- Gill and Ors v Ethicon Sàrl and Ors; Talbot v Ethicon Sàrl and Ors (No 10)  FCA 228
- Gill and Ors v Ethicon Sàrl and Ors; Talbot v Ethicon Sàrl and Ors (No 11)  FCA 229
Approval of settlement – administration of approved settlement – appointment of administrator put out to tender
In a pair of recent decisions, Gill and Ors v Ethicon Sàrl and Ors; Talbot v Ethicon Sàrl and Ors (No 10)  FCA 228 (‘Ethicon No 10’) and Gill and Ors v Ethicon Sàrl and Ors; Talbot v Ethicon Sàrl and Ors (No 11)  FCA 229 (‘Ethicon No 11’) (both judgments were handed down on 16 March 2023), the Federal Court of Australia has adopted a new approach to the approval and administration of settlements in class action proceedings. The Court has bifurcated the questions of approval of the settlement and appointment of a settlement administrator, such that the latter question may be the subject of a competitive tender process rather than automatically handled by the same applicants’ solicitors as ran the matter to the point of settlement approval.
Facts and procedural history
The proceedings were a long-running class action. The Gill proceeding originally commenced in 2012 and the Talbot proceeding commenced in 2021. Both proceedings were eventually co-heard. Both the Gill Proceeding and the Talbot Proceeding sought damages for women who had allegedly suffered complications arising from the implantation of pelvic ‘mesh’ implants manufactured by the respondents (collectively, ‘Ethicon’); the distinction between the two proceedings was the cut-off date by which a group member had suffered a complication. The implants were designed to alleviate pelvic organ prolapse and stress urinary incontinence. In each proceeding, the applicant alleged that Ethicon:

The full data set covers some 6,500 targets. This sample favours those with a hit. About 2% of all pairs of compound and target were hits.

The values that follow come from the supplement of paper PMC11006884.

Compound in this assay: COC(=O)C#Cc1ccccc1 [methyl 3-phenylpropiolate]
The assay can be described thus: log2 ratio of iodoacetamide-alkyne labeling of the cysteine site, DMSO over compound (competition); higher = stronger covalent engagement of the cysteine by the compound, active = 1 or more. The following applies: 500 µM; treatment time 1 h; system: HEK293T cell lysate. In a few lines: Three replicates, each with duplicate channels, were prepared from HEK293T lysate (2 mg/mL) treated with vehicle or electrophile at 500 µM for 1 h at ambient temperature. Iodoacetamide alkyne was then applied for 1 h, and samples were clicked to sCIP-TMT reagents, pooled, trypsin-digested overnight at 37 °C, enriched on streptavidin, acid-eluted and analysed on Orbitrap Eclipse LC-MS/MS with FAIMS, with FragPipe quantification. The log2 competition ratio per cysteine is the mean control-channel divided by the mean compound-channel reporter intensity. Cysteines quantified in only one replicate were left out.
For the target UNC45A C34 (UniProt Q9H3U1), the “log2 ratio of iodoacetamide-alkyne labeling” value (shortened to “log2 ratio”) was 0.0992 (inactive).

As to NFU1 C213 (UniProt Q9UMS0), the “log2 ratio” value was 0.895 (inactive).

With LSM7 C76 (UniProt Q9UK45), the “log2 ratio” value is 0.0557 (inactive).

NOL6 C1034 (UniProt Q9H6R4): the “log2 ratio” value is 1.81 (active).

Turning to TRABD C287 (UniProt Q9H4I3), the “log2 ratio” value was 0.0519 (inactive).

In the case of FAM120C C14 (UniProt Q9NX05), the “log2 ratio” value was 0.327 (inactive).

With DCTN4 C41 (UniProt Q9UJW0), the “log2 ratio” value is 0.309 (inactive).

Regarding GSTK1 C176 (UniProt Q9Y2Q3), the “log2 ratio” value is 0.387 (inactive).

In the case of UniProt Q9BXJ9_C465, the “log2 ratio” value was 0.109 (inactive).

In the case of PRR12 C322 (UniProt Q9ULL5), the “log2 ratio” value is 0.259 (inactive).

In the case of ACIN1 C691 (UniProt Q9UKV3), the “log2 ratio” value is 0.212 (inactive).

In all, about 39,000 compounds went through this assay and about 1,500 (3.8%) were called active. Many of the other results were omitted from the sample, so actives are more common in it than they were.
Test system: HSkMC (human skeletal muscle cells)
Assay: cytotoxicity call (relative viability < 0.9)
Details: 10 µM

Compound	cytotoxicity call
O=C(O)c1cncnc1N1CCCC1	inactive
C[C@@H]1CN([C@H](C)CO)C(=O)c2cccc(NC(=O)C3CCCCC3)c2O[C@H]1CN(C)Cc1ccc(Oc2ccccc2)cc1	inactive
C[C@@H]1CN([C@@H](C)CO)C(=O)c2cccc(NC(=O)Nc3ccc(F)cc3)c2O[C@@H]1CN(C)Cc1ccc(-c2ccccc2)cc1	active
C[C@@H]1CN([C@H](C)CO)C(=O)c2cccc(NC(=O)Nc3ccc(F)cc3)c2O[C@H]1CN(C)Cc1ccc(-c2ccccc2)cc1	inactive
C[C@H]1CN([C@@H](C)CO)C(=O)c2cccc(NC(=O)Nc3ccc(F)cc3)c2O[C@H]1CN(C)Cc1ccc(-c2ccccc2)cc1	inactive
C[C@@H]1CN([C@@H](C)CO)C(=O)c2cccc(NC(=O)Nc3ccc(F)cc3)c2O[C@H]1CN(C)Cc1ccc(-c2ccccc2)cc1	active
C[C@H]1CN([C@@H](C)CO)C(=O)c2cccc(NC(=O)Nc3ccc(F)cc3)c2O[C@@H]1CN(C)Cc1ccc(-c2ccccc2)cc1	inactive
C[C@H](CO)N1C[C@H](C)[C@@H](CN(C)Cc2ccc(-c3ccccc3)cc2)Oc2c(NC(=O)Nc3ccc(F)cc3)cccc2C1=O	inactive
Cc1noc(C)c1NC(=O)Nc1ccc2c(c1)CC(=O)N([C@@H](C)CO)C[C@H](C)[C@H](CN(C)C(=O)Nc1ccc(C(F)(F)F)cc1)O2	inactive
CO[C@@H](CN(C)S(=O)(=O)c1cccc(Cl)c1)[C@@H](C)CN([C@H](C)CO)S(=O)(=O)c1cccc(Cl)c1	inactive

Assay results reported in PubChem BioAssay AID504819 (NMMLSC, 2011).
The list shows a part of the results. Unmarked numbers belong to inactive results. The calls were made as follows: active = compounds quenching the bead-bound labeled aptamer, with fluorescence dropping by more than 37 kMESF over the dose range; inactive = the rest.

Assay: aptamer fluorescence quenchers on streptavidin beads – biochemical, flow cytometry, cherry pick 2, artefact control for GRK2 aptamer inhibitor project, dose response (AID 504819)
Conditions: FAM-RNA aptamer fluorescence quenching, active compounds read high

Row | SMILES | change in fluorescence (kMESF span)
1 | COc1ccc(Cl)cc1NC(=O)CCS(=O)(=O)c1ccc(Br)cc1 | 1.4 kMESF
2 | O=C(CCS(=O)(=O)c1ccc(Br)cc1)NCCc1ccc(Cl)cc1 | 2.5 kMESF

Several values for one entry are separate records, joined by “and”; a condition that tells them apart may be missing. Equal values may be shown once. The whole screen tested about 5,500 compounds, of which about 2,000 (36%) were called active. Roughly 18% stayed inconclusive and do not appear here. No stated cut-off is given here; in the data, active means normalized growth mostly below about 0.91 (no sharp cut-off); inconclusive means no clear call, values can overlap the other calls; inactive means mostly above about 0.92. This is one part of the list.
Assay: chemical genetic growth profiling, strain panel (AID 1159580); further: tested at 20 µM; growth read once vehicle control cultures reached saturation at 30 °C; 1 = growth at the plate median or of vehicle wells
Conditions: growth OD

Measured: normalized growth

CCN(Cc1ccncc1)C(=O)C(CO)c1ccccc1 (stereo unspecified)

- had been negligent in their evaluation of the pelvic mesh implants before release to the market, negligent in their evaluation of them after release, and negligent in failing to warn of the risk of complications; and
- had contravened statutory provisions relating to goods which are defective, not fit for purpose and/or not of merchantable/acceptable quality; and
- had engaged in misleading or deceptive conduct in the marketing and supply of the implants.